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Wednesday, April 17, 2013

Luther's counsel – 4 against 10 –Justification (Part 3 of 5)

This continues from Part 2 (Table of Contents – Part 1) where I expanded on one of the highlights found in Pastor Hermann Fick's Life and Deeds of Dr. Martin Luther book – The Article of Justification at the Diet of Regensburg.  As Pastor Hermann Fick relates, this is an extremely important series of events in the life of Luther and the Lutheran Church.  It has application for today!

What were the "first four articles" and the "other ten articles" that Luther speaks of in his letter?
The first Four Articles dealt with:
  1. Man Before the Fall;  2. Free Will;  3. Cause of Sin;  4. Original Sin;  (and included 5th–Justification)
Lutherans who have been taught from Luther's Small Catechism and the Lutheran Confessions will understand these "Four Articles".  (Have you?)

The last Ten Articles are covered in an English translation of 23 "Articles of the Colloquy of Regensburg" from Melanchthon's documentation produced by Prof. Suzanne Hequet (Concordia University-St. Paul, LC-MS).  She transcribed and translated these in her book The 1541 Colloquy at Regensburg: In Pursuit of Church Unity, pages 78 - 155.  Here are the titles of the last 18 articles that are summed up in Luther's understanding of the Ten Articles:
The church and its signs and authority · The mark of the Word · Penance after having lapsed · Authority of the Church in discerning and interpreting Scripture · The Sacraments · Sacrament of Ordination · Sacrament of Baptism · Sacrament of Confirmation · Sacrament of Eucharist  (Transsubstantiation· Sacrament of Penance or absolution · Sacrament of Marriage · Sacrament of Unction · The bond of love, which is a third mark of the church · Ecclesiastical hierarchical order, and in clear authority having to be established · Certain dogmas which have been confirmed, having been made clear by the authority of the Church · The use and administration of the sacraments, and certain kinds of ceremonies · Discipline in the Church · Discipline of the people.
It was the Four Articles that were supposedly agreed on, but especially the 5th article on justification that Luther said were sufficiently foundational to neutralize the poison in the balance of 10 articles (or 18 articles) that dealt with lesser matters.  There are many scholars today who want to argue about Article 5 on Justification. Some even go so far as to say that the agreement on Article 5 of the Diet of Regensburg gave the "Lutherans" reason enough to agree to the Joint Declaration on the Doctrine of Justification with Rome.  But Luther did not argue so much about any ambiguities of Article 5, but rather the power of the pure Gospel over all error!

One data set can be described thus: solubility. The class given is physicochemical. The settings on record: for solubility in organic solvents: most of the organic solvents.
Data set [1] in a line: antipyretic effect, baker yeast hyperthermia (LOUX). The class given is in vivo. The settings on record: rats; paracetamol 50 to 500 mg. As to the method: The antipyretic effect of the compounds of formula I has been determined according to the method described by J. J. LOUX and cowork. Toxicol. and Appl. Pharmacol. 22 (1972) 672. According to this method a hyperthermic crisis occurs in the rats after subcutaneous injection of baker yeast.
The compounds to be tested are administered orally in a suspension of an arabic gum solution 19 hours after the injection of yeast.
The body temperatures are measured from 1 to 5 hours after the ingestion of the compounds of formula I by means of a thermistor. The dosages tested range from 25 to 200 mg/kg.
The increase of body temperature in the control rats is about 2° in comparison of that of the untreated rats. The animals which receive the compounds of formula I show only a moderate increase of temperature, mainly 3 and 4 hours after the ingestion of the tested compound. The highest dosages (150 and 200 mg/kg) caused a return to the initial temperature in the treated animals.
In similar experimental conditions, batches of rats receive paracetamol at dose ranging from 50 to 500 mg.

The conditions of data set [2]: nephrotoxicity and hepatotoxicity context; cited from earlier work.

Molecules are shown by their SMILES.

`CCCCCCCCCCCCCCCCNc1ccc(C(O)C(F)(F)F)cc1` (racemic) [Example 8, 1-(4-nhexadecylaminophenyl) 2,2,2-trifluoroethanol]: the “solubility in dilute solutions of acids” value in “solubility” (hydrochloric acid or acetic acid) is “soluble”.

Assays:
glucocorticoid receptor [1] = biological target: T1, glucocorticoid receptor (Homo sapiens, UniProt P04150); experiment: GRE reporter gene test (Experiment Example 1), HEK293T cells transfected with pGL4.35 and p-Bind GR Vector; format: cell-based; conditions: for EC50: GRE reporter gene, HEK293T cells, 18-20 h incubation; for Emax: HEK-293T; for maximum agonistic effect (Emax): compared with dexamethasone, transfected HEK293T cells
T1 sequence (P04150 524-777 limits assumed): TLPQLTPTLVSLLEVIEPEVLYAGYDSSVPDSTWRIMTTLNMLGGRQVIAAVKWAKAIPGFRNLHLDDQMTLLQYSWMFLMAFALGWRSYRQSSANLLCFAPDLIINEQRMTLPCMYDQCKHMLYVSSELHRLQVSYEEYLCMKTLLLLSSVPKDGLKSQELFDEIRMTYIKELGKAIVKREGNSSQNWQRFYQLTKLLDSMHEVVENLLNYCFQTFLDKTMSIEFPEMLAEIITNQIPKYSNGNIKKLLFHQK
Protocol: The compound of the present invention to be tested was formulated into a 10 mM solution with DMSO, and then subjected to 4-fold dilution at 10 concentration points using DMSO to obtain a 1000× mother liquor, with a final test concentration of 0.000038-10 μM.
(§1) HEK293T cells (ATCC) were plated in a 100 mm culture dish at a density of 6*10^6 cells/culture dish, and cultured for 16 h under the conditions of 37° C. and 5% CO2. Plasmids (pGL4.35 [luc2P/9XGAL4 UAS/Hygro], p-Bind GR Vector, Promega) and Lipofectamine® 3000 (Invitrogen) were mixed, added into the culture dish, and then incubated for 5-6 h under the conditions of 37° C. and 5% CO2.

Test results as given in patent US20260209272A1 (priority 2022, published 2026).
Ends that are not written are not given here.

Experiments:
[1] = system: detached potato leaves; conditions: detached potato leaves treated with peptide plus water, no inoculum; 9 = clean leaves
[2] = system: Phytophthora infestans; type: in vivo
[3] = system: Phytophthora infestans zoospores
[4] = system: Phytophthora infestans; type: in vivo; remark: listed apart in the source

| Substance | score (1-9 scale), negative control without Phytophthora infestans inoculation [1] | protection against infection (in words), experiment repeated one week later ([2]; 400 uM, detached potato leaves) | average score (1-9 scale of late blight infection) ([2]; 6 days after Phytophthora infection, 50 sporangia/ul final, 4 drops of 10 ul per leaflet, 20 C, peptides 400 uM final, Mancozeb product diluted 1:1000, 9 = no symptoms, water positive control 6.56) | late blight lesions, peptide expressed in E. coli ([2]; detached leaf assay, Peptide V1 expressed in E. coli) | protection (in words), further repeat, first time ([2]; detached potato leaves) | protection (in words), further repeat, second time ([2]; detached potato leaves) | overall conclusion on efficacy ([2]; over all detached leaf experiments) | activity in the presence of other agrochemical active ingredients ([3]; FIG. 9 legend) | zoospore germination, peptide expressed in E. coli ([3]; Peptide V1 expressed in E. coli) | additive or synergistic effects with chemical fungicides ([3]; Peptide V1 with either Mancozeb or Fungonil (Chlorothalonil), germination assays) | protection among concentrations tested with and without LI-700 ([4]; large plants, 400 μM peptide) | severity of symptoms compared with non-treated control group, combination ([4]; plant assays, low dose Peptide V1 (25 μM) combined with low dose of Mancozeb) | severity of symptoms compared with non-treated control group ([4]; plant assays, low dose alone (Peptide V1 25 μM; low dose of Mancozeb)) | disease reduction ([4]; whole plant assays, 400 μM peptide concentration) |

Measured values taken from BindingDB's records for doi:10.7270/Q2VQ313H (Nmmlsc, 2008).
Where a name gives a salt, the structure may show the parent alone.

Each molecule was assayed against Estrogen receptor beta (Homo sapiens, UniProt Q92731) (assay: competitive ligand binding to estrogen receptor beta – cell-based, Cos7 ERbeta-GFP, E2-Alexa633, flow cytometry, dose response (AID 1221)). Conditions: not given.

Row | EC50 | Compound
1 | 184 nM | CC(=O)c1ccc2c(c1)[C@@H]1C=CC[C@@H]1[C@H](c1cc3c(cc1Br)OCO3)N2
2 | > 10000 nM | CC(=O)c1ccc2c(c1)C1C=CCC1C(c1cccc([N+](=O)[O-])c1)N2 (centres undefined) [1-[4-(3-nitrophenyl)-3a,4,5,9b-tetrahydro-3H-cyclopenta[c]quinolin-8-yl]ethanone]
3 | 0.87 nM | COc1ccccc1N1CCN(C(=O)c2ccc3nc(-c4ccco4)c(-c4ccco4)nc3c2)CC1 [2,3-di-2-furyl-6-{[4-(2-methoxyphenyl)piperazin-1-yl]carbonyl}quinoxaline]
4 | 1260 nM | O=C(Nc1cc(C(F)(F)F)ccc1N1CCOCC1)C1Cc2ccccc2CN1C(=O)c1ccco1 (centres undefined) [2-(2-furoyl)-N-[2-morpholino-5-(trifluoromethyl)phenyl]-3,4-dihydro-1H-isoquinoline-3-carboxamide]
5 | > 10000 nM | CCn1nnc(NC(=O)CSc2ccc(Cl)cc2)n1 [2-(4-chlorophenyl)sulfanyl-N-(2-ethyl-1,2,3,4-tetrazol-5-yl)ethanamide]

I believe that Luther knew the essentials of what was going on at Regensburg even if he was not fully informed on the details happening there. He knew the Article of Justification (the Fifth Article) had been discussed.  And he apparently grouped Article 5 on Justification with the first Four Articles.  Some history on this Diet is presented in the following histories of Luther (free, in English):
  • The Life of Martin Luther, vol. 2, Henry Worsley, 1856,  pgs 330-336 (extensive, almost Lutheran!)
  • Martin Luther, The Man and His Work, A.C. McGiffert, 1911, pgs 357-360 (decent review)
  • Life of Luther, Julius Köstlin, 1883, pgs 514-516 (sympathizes with moderates)
  • Martin Luther, the Hero of the Reformation, Henry Jacobs, 1898, pgs 338-340 (only fair)
  • Martin Luther : his life and his labor..., Wm. Dallmann, 1917, pg 247 (low spiritual content)
  • Martin Bucer, Hastings Eells, 1931, pgs 288-301 (Not free; raves over Bucer, Amazon)
Most of these histories are unsatisfactory for Lutherans.  For a current Reformed view of the Diet of Regensburg, one can read Dr. R. Scott Clark's synopsis here on the Internet.  He shows where the Reformed are not true Protestants, because the Reformed ask the question:
...but neither he [Luther] nor Melanchthon had found a stable place in their theology for their doctrine of sanctification.
True Reformed teachers essentially are what I would call "Bucer-ists and Calvinists" who, while speaking of a "Law-Gospel dichotomy",  constantly go back to the Law.  (Sounds curiously like Prof. David P. Scaer of CTS-FW and his "Law-Gospel paradigm".)  The Reformed fancy themselves as "Protestants" and "Evangelicals", when the reality is that only true Lutherans can claim these labels.  The Reformed separated themselves from true Protestants/Evangelicals by taking a step back to Rome.

Getting a true spiritual account of the doctrines involved at the Diet of Regensburg (1541) is difficult with today's modern scholar/theologians or on the Internet... except now from Pastor Fick's wonderful summation of the essentials with Luther.  And so I will present the balance of Luther's written response to the princes regarding the theological matters at the Diet of Regensburg in the next Part 4.

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